The Gender Pay Gap – Common pitfalls for employers
08 / 03 / 2022
This article has been written jointly between Wedlake Bell and Spktral, a specialist organisation which focuses on pay gap analysis, specifically gender, ethnicity, sexuality and disability.
What is the gender pay gap?
The gap between men and women’s average pay has been monitored by the Office for National Statistics (ONS) since 1997. Since monitoring began, the average pay for men has always been greater than that for women.
The gender pay gap should not be confused with the issue of equal pay. The gender pay gap shows the distribution of men and women throughout the pay range of an organisation. If analysed correctly it will show you where your gaps are and how much they contribute to your overall simplified pay gap. This gap is always expressed as a percentage.
A positive percentage shows that the mean or median pay of women is lower than the mean or median pay of men. The gap has narrowed since monitoring began – the mean gender pay gap in 1997 was 27.5%, and the latest figure published in April 2021 shows the gap is now 15.4% – but there is still significant progress to be made.
In an attempt to reduce the gender pay gap, legislation was introduced requiring all public sector employers and private sector employers with 250 or more employees on the “snapshot date” to publish information on their gender pay and bonus gaps.
Employers with fewer than 250 employees are not required to report and publish this information, but can do so voluntarily.
The “snapshot date” for most public authority employers is 31 March, and it is the 5 April for private and all other public authority employers The Employer needs to determine who on that date is classed as an “employee” for the purposes of gender pay gap reporting, and for each employee, what pay period should be used for calculations.
In scope employers and those who decide to voluntarily make their gender pay gap public must calculate and submit the following six figures to the Government Equalities Office (GEO):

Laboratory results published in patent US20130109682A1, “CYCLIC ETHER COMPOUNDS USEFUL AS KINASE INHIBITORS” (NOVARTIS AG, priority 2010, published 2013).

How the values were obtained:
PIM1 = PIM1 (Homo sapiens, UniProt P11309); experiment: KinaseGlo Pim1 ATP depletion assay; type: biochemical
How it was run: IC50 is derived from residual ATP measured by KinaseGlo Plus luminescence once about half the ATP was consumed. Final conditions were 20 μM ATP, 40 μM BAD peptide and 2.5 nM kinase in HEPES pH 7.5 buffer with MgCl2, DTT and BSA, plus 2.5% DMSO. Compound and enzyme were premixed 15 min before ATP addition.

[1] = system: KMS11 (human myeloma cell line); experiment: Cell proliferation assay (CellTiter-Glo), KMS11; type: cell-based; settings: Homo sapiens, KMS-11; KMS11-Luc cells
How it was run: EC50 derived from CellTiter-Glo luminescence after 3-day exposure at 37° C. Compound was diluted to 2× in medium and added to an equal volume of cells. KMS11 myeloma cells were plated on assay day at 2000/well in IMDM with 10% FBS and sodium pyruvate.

- percentage of men and women in each hourly pay quarter;
- mean gender pay gap using hourly pay;
- median gender pay gap using hourly pay;
- percentage of men and women receiving bonus pay;
- mean gender pay gap using bonus pay; and
- median gender pay gap using bonus pay.
Employers with a snapshot date of 5 April must also publish these six metrics along with a written statement confirming that the information is accurate. This confirmation statement must be signed by an ‘appropriate person’. The appropriate person will depend on the type of employer, but is typically a director, partner or senior officer.
Employers are also encouraged to include a supporting narrative in their submission, which can be used to explain their gender/bonus pay gaps (and any other disparities) and set out what action, if any, it has taken to improve it. A narrative can help anyone reading the report to understand an employer’s circumstances and why pay gaps exists in their organisation. Further, there is an option to submit an action plan which explains how the employer plans to eliminate the pay gap.
Employers must submit their gender pay gap data to the GEO using the gender pay gap service. The report, with a written statement (if applicable), must also be published in a prominent place on the employer’s public-facing website, and must be kept available online for at least three years from the date of publication, even if within that time the employer is no longer required to produce a pay gap report. For example, a private employer who had 251 employees and reported but then goes through a restructuring and ends up with 150 employees so is no longer required to report would still have to keep their compulsory report on their website for the full three years from the publication date.
Impact of the furlough scheme
The GEO has confirmed that employees who were furloughed under the Coronavirus Job Retention Scheme (and not receiving their full pay) should not be counted as “full pay relevant employees” for the purposes of calculating mean and median hourly rates of pay and the proportion of male and female employees in each pay quarter. However, they should still be included in the calculation for the gender bonus gap.